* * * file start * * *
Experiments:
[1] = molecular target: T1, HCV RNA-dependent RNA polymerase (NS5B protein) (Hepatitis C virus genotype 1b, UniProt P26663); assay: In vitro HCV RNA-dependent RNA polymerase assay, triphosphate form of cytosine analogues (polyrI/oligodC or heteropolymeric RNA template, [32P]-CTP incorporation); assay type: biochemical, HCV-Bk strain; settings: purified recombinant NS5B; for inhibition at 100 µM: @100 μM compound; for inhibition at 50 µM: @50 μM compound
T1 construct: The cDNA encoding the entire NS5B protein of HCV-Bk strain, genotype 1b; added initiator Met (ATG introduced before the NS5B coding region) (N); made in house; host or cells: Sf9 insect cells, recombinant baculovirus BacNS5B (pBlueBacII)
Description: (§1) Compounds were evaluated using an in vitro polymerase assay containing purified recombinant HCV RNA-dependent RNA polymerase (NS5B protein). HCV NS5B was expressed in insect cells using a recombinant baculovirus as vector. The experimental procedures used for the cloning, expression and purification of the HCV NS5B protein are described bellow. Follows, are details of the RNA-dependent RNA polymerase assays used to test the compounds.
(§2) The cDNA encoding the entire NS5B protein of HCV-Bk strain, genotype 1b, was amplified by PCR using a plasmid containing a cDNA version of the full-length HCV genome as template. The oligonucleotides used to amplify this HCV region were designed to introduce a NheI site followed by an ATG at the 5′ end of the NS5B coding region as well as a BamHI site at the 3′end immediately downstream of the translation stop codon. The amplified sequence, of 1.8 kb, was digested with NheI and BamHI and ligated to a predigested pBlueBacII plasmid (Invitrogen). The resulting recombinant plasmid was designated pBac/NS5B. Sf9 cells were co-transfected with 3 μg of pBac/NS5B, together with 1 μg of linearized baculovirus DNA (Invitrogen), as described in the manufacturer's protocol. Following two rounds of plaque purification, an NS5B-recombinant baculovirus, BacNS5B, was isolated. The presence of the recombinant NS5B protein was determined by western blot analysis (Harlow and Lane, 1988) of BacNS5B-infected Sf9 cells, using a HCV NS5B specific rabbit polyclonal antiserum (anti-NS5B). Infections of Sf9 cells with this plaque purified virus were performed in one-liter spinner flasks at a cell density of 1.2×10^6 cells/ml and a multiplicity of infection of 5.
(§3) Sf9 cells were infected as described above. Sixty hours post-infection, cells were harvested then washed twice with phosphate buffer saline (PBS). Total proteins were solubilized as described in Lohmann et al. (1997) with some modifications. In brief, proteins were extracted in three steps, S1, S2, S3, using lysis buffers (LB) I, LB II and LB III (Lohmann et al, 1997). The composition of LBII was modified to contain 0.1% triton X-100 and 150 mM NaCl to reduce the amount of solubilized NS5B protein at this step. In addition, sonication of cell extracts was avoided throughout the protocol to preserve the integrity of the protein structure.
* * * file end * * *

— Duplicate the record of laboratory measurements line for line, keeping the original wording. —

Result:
Experiments:
[1] = molecular target: T1, HCV RNA-dependent RNA polymerase (NS5B protein) (Hepatitis C virus genotype 1b, UniProt P26663); assay: In vitro HCV RNA-dependent RNA polymerase assay, triphosphate form of cytosine analogues (polyrI/oligodC or heteropolymeric RNA template, [32P]-CTP incorporation); assay type: biochemical, HCV-Bk strain; settings: purified recombinant NS5B; for inhibition at 100 µM: @100 μM compound; for inhibition at 50 µM: @50 μM compound
T1 construct: The cDNA encoding the entire NS5B protein of HCV-Bk strain, genotype 1b; added initiator Met (ATG introduced before the NS5B coding region) (N); made in house; host or cells: Sf9 insect cells, recombinant baculovirus BacNS5B (pBlueBacII)
Description: (§1) Compounds were evaluated using an in vitro polymerase assay containing purified recombinant HCV RNA-dependent RNA polymerase (NS5B protein). HCV NS5B was expressed in insect cells using a recombinant baculovirus as vector. The experimental procedures used for the cloning, expression and purification of the HCV NS5B protein are described bellow. Follows, are details of the RNA-dependent RNA polymerase assays used to test the compounds.
(§2) The cDNA encoding the entire NS5B protein of HCV-Bk strain, genotype 1b, was amplified by PCR using a plasmid containing a cDNA version of the full-length HCV genome as template. The oligonucleotides used to amplify this HCV region were designed to introduce a NheI site followed by an ATG at the 5′ end of the NS5B coding region as well as a BamHI site at the 3′end immediately downstream of the translation stop codon. The amplified sequence, of 1.8 kb, was digested with NheI and BamHI and ligated to a predigested pBlueBacII plasmid (Invitrogen). The resulting recombinant plasmid was designated pBac/NS5B. Sf9 cells were co-transfected with 3 μg of pBac/NS5B, together with 1 μg of linearized baculovirus DNA (Invitrogen), as described in the manufacturer's protocol. Following two rounds of plaque purification, an NS5B-recombinant baculovirus, BacNS5B, was isolated. The presence of the recombinant NS5B protein was determined by western blot analysis (Harlow and Lane, 1988) of BacNS5B-infected Sf9 cells, using a HCV NS5B specific rabbit polyclonal antiserum (anti-NS5B). Infections of Sf9 cells with this plaque purified virus were performed in one-liter spinner flasks at a cell density of 1.2×10^6 cells/ml and a multiplicity of infection of 5.
(§3) Sf9 cells were infected as described above. Sixty hours post-infection, cells were harvested then washed twice with phosphate buffer saline (PBS). Total proteins were solubilized as described in Lohmann et al. (1997) with some modifications. In brief, proteins were extracted in three steps, S1, S2, S3, using lysis buffers (LB) I, LB II and LB III (Lohmann et al, 1997). The composition of LBII was modified to contain 0.1% triton X-100 and 150 mM NaCl to reduce the amount of solubilized NS5B protein at this step. In addition, sonication of cell extracts was avoided throughout the protocol to preserve the integrity of the protein structure.